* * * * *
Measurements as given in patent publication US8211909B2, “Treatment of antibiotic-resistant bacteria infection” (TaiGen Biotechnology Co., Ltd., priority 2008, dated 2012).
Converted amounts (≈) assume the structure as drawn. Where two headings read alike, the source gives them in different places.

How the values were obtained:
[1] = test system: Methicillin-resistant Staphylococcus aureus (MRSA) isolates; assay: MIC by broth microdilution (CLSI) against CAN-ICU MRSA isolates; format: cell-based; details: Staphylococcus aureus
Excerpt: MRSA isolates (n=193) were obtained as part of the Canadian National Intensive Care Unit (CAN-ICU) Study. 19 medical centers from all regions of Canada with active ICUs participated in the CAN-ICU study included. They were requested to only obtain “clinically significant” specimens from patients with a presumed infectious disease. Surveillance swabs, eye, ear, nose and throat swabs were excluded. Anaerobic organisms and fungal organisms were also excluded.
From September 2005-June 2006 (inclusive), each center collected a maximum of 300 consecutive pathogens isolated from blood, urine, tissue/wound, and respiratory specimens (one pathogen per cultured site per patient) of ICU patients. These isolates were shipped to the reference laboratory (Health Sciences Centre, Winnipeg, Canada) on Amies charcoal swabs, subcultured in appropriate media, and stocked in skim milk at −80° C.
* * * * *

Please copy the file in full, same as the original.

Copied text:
Measurements as given in patent publication US8211909B2, “Treatment of antibiotic-resistant bacteria infection” (TaiGen Biotechnology Co., Ltd., priority 2008, dated 2012).
Converted amounts (≈) assume the structure as drawn. Where two headings read alike, the source gives them in different places.

How the values were obtained:
[1] = test system: Methicillin-resistant Staphylococcus aureus (MRSA) isolates; assay: MIC by broth microdilution (CLSI) against CAN-ICU MRSA isolates; format: cell-based; details: Staphylococcus aureus
Excerpt: MRSA isolates (n=193) were obtained as part of the Canadian National Intensive Care Unit (CAN-ICU) Study. 19 medical centers from all regions of Canada with active ICUs participated in the CAN-ICU study included. They were requested to only obtain “clinically significant” specimens from patients with a presumed infectious disease. Surveillance swabs, eye, ear, nose and throat swabs were excluded. Anaerobic organisms and fungal organisms were also excluded.
From September 2005-June 2006 (inclusive), each center collected a maximum of 300 consecutive pathogens isolated from blood, urine, tissue/wound, and respiratory specimens (one pathogen per cultured site per patient) of ICU patients. These isolates were shipped to the reference laboratory (Health Sciences Centre, Winnipeg, Canada) on Amies charcoal swabs, subcultured in appropriate media, and stocked in skim milk at −80° C.